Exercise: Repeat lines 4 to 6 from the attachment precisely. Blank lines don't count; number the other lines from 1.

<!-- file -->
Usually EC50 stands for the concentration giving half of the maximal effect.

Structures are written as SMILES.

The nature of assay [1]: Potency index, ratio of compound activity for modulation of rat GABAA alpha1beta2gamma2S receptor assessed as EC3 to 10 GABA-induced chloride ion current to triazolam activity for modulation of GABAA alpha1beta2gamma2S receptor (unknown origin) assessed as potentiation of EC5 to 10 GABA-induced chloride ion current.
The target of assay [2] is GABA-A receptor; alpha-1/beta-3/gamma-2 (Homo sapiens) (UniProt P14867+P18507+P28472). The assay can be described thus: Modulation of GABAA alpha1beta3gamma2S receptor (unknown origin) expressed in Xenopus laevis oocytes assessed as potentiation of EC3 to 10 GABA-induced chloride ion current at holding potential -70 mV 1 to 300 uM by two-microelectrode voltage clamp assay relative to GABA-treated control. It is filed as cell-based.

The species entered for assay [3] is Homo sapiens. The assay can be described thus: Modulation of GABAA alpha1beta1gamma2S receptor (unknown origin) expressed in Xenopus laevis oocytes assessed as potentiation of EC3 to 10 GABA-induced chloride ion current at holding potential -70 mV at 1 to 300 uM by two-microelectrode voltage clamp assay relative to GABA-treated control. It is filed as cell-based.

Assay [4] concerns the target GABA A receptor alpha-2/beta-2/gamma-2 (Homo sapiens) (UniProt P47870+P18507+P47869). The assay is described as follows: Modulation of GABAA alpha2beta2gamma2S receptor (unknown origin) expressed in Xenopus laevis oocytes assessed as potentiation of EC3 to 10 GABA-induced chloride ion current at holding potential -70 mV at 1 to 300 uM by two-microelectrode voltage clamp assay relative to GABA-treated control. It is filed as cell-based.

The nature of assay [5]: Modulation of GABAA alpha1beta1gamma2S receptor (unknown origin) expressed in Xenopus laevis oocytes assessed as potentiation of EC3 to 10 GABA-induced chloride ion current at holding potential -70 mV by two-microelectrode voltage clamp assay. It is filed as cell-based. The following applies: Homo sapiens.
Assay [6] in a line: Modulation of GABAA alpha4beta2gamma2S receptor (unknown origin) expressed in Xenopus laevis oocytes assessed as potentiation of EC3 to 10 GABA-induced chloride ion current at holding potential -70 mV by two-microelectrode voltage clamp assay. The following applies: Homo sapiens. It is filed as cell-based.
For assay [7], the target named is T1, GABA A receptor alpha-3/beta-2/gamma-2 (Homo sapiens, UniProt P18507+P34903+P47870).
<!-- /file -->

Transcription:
The target of assay [2] is GABA-A receptor; alpha-1/beta-3/gamma-2 (Homo sapiens) (UniProt P14867+P18507+P28472). The assay can be described thus: Modulation of GABAA alpha1beta3gamma2S receptor (unknown origin) expressed in Xenopus laevis oocytes assessed as potentiation of EC3 to 10 GABA-induced chloride ion current at holding potential -70 mV 1 to 300 uM by two-microelectrode voltage clamp assay relative to GABA-treated control. It is filed as cell-based.

The species entered for assay [3] is Homo sapiens. The assay can be described thus: Modulation of GABAA alpha1beta1gamma2S receptor (unknown origin) expressed in Xenopus laevis oocytes assessed as potentiation of EC3 to 10 GABA-induced chloride ion current at holding potential -70 mV at 1 to 300 uM by two-microelectrode voltage clamp assay relative to GABA-treated control. It is filed as cell-based.

Assay [4] concerns the target GABA A receptor alpha-2/beta-2/gamma-2 (Homo sapiens) (UniProt P47870+P18507+P47869). The assay is described as follows: Modulation of GABAA alpha2beta2gamma2S receptor (unknown origin) expressed in Xenopus laevis oocytes assessed as potentiation of EC3 to 10 GABA-induced chloride ion current at holding potential -70 mV at 1 to 300 uM by two-microelectrode voltage clamp assay relative to GABA-treated control. It is filed as cell-based.